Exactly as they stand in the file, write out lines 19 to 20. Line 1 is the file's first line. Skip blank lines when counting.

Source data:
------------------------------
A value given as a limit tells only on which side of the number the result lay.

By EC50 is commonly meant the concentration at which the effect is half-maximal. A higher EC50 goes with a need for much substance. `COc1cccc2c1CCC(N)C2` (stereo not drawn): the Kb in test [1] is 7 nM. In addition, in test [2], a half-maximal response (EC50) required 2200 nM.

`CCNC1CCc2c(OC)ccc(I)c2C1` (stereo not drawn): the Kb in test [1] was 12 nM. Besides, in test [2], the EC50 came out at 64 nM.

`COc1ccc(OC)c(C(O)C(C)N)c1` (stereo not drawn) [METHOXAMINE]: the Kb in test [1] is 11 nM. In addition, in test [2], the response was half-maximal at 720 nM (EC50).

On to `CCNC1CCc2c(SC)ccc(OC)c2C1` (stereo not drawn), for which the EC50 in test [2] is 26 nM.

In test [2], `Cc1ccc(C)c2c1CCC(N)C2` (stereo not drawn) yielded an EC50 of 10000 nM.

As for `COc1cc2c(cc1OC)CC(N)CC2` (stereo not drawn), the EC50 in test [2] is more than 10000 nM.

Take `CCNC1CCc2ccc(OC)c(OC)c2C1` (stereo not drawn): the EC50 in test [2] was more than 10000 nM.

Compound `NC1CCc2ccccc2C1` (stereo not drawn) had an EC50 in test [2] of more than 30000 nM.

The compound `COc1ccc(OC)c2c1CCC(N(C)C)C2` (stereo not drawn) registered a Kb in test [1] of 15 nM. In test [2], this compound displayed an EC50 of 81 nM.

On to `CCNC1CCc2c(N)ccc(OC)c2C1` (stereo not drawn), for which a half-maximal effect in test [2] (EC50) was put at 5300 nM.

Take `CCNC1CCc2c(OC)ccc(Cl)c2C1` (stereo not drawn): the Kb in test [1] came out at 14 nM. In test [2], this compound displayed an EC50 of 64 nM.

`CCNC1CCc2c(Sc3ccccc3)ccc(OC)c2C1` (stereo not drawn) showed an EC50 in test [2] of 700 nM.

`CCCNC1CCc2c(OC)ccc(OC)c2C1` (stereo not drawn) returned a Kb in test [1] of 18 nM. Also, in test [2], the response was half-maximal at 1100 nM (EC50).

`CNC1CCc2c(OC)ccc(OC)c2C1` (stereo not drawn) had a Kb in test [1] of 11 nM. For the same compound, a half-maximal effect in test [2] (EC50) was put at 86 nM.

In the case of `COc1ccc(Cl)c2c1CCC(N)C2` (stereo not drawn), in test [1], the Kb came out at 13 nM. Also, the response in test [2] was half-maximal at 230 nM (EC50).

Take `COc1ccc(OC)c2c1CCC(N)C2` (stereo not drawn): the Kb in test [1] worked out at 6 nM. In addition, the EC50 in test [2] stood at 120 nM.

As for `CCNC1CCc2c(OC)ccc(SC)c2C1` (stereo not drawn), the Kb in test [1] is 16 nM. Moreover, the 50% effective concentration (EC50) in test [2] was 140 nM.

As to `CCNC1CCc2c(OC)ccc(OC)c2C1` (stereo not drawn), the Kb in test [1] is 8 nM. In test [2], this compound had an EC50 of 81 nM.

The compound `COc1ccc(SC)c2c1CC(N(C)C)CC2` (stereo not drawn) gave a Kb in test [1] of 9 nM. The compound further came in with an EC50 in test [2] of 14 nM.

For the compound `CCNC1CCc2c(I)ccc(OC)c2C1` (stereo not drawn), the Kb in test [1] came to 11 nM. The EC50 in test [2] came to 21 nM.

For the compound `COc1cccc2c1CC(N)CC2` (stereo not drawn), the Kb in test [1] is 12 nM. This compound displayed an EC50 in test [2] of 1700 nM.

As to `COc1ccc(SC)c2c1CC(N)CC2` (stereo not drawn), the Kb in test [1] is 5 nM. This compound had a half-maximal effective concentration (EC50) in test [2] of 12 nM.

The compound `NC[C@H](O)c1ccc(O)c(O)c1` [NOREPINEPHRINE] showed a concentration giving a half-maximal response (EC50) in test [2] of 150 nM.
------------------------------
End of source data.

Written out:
As to `CCNC1CCc2c(OC)ccc(OC)c2C1` (stereo not drawn), the Kb in test [1] is 8 nM. In test [2], this compound had an EC50 of 81 nM.

The compound `COc1ccc(SC)c2c1CC(N(C)C)CC2` (stereo not drawn) gave a Kb in test [1] of 9 nM. The compound further came in with an EC50 in test [2] of 14 nM.